A hydrogeologist collects groundwater data
In the hills between Sunol Valley and Fremont, the water that flows between the cracks and faults underground is worth more than gold. For nearly every property owner, it is their only source of water for drinking, agriculture and fire protection. It goes without saying that residents are very protective of their only water supply.
In the late 1920s, the construction of the existing Irvington Tunnel caused water levels in many wells, ponds and springs to drop. Fast forward to the present day and now you have an aging water system in serious need of a seismic upgrade. How did the New Irvington Tunnel project team come up with plan to protect water supplies? Here are the 4 steps:
1. Understand the problem – “We understand the problem” said the project manager and engineers. Hydrogeologic experts were hired to study the groundwater table, and quantify and forecast the problem with a sophisticated groundwater model. Using the model the project team has identified which residents may be affected and developed measures to offset any possible water supply interruption for each resident. "We are concerned about the loss of groundwater too!”
2. Share your knowledge – “Tunneling techniques have greatly improved over the past 80 years” said mining engineers and tunnel designers. Our team of experts described to the public how probe drills bore ahead of tunnel excavation to find pockets of water. If water is found, these holes are filled with grout keep the water from flowing into the tunnel.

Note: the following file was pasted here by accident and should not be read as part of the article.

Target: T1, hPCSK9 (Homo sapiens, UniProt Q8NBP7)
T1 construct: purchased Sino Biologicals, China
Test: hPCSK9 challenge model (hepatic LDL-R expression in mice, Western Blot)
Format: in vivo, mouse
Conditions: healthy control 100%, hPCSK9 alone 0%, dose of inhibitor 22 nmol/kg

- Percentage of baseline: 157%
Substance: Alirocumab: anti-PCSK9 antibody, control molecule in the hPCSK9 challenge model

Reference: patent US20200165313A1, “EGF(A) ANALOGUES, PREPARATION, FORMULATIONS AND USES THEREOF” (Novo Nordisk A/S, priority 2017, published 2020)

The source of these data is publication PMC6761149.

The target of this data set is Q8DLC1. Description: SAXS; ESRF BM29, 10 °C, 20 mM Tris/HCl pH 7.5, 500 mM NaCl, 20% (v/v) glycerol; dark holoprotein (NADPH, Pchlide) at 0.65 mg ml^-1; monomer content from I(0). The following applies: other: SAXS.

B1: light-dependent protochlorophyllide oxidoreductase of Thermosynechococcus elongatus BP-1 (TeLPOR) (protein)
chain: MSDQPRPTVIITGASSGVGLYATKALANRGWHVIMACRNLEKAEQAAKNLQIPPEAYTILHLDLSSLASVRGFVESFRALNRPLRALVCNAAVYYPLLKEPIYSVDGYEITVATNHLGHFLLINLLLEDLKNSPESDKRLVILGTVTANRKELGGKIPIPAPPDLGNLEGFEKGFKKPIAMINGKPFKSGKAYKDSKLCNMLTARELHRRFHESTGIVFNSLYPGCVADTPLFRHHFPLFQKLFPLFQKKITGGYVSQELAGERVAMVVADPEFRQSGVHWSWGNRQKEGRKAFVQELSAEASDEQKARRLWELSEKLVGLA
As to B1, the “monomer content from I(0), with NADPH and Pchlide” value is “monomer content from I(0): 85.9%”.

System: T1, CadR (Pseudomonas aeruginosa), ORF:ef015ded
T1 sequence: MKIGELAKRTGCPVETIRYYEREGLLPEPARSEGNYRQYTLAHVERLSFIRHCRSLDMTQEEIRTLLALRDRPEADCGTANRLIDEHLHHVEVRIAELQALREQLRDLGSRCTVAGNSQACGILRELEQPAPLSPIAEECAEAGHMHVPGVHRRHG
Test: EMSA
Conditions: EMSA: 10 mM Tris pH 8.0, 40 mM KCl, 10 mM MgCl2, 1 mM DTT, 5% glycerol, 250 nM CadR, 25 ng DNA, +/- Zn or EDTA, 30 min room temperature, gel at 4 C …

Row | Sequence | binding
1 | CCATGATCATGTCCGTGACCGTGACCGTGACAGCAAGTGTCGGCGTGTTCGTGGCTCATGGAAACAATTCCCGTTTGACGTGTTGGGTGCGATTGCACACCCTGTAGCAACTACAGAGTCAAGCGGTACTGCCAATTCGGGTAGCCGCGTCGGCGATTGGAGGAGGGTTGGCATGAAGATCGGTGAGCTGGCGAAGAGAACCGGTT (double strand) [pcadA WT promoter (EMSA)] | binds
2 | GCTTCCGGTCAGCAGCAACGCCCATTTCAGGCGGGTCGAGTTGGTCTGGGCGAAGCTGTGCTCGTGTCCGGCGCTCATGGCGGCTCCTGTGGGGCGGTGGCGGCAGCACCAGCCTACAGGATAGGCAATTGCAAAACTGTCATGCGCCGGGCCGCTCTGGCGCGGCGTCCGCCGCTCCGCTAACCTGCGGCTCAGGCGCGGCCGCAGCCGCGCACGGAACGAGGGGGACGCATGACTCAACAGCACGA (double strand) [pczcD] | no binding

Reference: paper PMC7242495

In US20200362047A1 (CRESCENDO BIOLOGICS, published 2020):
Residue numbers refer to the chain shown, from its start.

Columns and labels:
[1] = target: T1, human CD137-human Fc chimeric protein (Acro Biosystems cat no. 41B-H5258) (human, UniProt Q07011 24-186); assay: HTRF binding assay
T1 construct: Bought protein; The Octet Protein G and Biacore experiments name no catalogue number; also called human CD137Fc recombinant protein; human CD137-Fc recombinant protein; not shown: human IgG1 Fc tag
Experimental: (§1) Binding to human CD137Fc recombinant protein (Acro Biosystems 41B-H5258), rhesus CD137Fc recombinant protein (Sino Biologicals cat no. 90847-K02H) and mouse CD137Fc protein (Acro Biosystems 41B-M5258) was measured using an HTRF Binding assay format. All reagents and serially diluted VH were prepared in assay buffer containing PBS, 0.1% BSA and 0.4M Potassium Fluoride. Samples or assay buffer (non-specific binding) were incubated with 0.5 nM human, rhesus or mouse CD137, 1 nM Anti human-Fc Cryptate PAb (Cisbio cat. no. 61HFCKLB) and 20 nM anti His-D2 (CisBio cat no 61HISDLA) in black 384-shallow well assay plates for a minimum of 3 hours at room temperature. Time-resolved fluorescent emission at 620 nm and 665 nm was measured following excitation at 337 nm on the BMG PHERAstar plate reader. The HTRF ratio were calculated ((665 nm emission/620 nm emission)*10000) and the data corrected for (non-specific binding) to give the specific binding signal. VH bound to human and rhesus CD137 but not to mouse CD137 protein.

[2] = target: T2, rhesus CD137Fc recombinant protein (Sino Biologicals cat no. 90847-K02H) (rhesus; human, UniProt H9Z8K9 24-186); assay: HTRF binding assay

3. Come up with a plan – “What if I still lose water?” asked many property owners. A groundwater management program was developed by the project team. In addition to water monitoring, each property owner received a site specific plan detailing the steps the project team will take to prevent an interruption in water supply.
4. Keep your commitments – No matter how well the first three steps were received this last step is what people will remember. Did we do what we said we were going to do? The jury is still out, however, since we started the program hydrogeologists have monitored water levels and shared the information with property owners. Regardless of the time of day or day of the week the project team responds when a property owner thinks there is an issue with their water supply. This week, construction crews are installing measures designed to prevent an interruption in water supply.
The project team’s work is far from complete, however, the groundwork has be laid to protect local water supplies. As tunneling progresses, groundwater monitoring will intensify and the team will continue to be ready to respond.